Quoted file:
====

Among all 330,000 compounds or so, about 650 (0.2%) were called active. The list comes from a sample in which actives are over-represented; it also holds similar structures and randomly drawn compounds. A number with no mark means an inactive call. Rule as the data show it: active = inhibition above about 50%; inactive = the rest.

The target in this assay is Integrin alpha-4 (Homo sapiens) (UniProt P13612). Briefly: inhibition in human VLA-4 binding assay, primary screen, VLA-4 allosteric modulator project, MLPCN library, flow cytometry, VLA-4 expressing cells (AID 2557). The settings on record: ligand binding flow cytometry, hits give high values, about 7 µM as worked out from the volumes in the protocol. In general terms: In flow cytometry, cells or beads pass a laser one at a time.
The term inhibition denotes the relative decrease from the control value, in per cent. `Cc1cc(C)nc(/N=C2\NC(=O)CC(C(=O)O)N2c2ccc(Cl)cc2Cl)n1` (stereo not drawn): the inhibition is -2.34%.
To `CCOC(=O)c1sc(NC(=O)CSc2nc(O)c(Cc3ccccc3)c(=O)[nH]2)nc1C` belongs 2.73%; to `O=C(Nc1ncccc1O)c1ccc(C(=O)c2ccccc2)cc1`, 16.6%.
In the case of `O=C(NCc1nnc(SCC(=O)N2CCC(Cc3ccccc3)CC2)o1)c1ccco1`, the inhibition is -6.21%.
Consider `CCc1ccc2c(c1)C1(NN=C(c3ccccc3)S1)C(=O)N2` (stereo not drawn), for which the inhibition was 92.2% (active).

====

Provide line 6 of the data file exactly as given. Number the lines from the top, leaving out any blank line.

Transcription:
Consider `CCc1ccc2c(c1)C1(NN=C(c3ccccc3)S1)C(=O)N2` (stereo not drawn), for which the inhibition was 92.2% (active).